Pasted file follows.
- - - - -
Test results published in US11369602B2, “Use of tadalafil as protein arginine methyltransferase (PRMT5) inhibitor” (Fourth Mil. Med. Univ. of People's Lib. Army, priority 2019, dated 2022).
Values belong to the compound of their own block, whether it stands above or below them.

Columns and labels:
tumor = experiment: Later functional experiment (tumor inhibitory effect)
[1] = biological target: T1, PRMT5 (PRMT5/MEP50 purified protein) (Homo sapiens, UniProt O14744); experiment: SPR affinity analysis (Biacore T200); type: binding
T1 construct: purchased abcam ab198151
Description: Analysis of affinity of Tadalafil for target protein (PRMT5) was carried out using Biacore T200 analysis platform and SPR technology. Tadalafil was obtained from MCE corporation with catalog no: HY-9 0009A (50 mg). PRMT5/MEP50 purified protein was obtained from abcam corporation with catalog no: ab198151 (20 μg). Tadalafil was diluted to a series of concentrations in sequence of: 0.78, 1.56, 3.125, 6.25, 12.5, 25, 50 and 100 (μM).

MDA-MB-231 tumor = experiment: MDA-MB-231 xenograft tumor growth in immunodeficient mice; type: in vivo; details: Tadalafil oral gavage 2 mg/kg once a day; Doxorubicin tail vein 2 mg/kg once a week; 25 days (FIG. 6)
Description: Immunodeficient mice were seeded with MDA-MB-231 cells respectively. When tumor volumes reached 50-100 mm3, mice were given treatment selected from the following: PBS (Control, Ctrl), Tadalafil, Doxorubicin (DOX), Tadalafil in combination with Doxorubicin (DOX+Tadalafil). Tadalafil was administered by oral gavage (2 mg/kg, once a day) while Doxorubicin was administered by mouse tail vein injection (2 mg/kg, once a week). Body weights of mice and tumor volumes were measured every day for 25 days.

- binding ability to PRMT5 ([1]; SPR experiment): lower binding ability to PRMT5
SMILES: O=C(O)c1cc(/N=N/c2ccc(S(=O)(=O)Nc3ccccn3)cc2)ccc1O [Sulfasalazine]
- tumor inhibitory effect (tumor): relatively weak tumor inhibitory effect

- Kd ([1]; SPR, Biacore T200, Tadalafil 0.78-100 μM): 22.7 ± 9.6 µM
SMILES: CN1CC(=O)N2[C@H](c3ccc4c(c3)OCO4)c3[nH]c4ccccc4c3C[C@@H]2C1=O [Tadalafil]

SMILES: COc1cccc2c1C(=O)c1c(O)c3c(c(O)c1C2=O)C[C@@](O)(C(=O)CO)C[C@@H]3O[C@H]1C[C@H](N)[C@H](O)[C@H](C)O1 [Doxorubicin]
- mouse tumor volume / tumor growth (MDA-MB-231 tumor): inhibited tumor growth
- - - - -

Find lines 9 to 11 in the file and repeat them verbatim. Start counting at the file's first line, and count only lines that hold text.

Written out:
Description: Immunodeficient mice were seeded with MDA-MB-231 cells respectively. When tumor volumes reached 50-100 mm3, mice were given treatment selected from the following: PBS (Control, Ctrl), Tadalafil, Doxorubicin (DOX), Tadalafil in combination with Doxorubicin (DOX+Tadalafil). Tadalafil was administered by oral gavage (2 mg/kg, once a day) while Doxorubicin was administered by mouse tail vein injection (2 mg/kg, once a week). Body weights of mice and tumor volumes were measured every day for 25 days.

- binding ability to PRMT5 ([1]; SPR experiment): lower binding ability to PRMT5
SMILES: O=C(O)c1cc(/N=N/c2ccc(S(=O)(=O)Nc3ccccn3)cc2)ccc1O [Sulfasalazine]